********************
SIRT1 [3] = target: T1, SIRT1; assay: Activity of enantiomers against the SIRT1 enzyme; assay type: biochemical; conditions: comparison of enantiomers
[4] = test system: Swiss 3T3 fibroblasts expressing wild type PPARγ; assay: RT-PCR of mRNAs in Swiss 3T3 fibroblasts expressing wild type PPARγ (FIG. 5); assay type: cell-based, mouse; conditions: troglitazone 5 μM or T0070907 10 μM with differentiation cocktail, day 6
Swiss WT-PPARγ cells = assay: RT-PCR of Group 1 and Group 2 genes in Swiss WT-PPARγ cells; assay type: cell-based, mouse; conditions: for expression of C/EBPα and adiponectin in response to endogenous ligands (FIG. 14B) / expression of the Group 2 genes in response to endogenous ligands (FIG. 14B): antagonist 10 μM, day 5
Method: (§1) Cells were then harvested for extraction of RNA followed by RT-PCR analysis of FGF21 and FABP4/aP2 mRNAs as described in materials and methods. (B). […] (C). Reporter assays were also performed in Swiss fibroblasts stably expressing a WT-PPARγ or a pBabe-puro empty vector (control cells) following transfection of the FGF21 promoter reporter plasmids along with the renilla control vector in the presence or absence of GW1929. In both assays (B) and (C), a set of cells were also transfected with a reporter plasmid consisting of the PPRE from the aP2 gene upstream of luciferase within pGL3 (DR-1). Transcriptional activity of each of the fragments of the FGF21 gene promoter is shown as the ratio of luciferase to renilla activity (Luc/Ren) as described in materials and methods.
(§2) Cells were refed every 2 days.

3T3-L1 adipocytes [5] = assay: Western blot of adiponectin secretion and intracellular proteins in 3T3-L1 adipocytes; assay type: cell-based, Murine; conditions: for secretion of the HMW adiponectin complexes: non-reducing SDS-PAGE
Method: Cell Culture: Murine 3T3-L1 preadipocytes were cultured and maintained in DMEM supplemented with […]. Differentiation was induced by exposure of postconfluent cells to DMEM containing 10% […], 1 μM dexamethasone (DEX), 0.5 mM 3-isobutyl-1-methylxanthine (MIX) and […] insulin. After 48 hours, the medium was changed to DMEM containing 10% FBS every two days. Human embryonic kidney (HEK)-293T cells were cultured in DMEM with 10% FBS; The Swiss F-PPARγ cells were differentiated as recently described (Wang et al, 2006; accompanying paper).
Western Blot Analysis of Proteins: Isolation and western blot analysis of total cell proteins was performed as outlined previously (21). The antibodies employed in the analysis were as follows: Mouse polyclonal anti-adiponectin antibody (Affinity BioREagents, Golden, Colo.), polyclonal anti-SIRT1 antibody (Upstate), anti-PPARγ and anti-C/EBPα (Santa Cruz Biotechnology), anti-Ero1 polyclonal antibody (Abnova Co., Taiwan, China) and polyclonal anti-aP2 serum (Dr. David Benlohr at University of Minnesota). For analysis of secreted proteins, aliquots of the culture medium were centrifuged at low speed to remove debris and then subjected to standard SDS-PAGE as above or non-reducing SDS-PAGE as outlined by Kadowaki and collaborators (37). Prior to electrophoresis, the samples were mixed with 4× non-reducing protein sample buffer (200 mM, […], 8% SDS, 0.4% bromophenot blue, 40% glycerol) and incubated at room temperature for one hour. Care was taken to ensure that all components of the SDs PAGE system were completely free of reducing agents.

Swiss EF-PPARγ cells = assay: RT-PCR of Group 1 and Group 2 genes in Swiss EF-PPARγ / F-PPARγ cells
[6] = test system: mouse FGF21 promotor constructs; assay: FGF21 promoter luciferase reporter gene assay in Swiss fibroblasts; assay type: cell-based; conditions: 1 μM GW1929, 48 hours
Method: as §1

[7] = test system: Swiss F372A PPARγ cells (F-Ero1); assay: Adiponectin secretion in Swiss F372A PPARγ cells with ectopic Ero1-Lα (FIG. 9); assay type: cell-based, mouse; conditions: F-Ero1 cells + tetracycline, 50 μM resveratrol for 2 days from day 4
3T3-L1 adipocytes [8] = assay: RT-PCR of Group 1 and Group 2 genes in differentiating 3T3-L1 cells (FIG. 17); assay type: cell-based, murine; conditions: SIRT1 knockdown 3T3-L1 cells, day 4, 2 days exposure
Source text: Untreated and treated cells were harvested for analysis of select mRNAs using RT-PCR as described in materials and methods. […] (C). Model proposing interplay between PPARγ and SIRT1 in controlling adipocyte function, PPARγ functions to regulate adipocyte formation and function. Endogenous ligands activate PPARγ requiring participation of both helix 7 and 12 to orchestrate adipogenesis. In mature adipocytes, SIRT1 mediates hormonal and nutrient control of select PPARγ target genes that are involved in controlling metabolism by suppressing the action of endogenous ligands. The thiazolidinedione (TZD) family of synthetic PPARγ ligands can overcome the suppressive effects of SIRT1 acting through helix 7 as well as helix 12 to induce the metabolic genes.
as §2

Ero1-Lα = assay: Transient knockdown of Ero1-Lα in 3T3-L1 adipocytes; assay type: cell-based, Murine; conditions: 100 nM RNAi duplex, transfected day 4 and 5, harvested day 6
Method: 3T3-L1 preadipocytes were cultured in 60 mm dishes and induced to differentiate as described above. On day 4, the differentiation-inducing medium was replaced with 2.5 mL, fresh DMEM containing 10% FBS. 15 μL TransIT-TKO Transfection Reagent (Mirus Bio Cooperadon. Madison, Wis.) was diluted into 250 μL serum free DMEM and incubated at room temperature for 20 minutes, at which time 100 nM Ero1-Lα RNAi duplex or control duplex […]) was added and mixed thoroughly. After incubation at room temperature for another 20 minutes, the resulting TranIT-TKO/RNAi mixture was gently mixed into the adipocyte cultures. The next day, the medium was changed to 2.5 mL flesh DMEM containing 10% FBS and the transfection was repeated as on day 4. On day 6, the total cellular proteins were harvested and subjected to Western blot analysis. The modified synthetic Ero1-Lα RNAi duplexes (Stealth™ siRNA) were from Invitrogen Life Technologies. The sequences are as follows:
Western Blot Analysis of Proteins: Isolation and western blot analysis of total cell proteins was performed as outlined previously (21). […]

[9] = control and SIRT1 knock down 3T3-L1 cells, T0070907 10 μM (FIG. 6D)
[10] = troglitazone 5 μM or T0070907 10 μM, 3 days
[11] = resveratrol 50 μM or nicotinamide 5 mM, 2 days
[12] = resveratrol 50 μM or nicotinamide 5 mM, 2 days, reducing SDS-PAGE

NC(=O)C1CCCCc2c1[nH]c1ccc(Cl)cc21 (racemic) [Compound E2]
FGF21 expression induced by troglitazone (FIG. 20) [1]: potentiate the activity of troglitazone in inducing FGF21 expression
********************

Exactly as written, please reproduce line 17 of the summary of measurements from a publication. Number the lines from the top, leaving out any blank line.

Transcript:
Method: 3T3-L1 preadipocytes were cultured in 60 mm dishes and induced to differentiate as described above. On day 4, the differentiation-inducing medium was replaced with 2.5 mL, fresh DMEM containing 10% FBS. 15 μL TransIT-TKO Transfection Reagent (Mirus Bio Cooperadon. Madison, Wis.) was diluted into 250 μL serum free DMEM and incubated at room temperature for 20 minutes, at which time 100 nM Ero1-Lα RNAi duplex or control duplex […]) was added and mixed thoroughly. After incubation at room temperature for another 20 minutes, the resulting TranIT-TKO/RNAi mixture was gently mixed into the adipocyte cultures. The next day, the medium was changed to 2.5 mL flesh DMEM containing 10% FBS and the transfection was repeated as on day 4. On day 6, the total cellular proteins were harvested and subjected to Western blot analysis. The modified synthetic Ero1-Lα RNAi duplexes (Stealth™ siRNA) were from Invitrogen Life Technologies. The sequences are as follows: